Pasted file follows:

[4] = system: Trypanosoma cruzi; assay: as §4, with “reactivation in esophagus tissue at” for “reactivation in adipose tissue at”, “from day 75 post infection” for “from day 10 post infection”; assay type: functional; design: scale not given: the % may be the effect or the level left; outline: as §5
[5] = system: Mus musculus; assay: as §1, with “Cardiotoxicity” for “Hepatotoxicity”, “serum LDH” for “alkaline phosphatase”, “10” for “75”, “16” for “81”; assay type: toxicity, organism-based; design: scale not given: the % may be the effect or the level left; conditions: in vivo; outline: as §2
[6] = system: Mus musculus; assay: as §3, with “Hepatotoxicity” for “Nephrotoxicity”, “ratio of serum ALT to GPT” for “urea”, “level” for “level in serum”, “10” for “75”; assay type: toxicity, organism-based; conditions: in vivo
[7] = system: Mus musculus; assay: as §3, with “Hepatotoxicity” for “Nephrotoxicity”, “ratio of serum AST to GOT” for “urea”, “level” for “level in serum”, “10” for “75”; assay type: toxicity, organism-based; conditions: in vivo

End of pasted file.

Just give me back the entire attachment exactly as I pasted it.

[4] = system: Trypanosoma cruzi; assay: as §4, with “reactivation in esophagus tissue at” for “reactivation in adipose tissue at”, “from day 75 post infection” for “from day 10 post infection”; assay type: functional; design: scale not given: the % may be the effect or the level left; outline: as §5
[5] = system: Mus musculus; assay: as §1, with “Cardiotoxicity” for “Hepatotoxicity”, “serum LDH” for “alkaline phosphatase”, “10” for “75”, “16” for “81”; assay type: toxicity, organism-based; design: scale not given: the % may be the effect or the level left; conditions: in vivo; outline: as §2
[6] = system: Mus musculus; assay: as §3, with “Hepatotoxicity” for “Nephrotoxicity”, “ratio of serum ALT to GPT” for “urea”, “level” for “level in serum”, “10” for “75”; assay type: toxicity, organism-based; conditions: in vivo
[7] = system: Mus musculus; assay: as §3, with “Hepatotoxicity” for “Nephrotoxicity”, “ratio of serum AST to GOT” for “urea”, “level” for “level in serum”, “10” for “75”; assay type: toxicity, organism-based; conditions: in vivo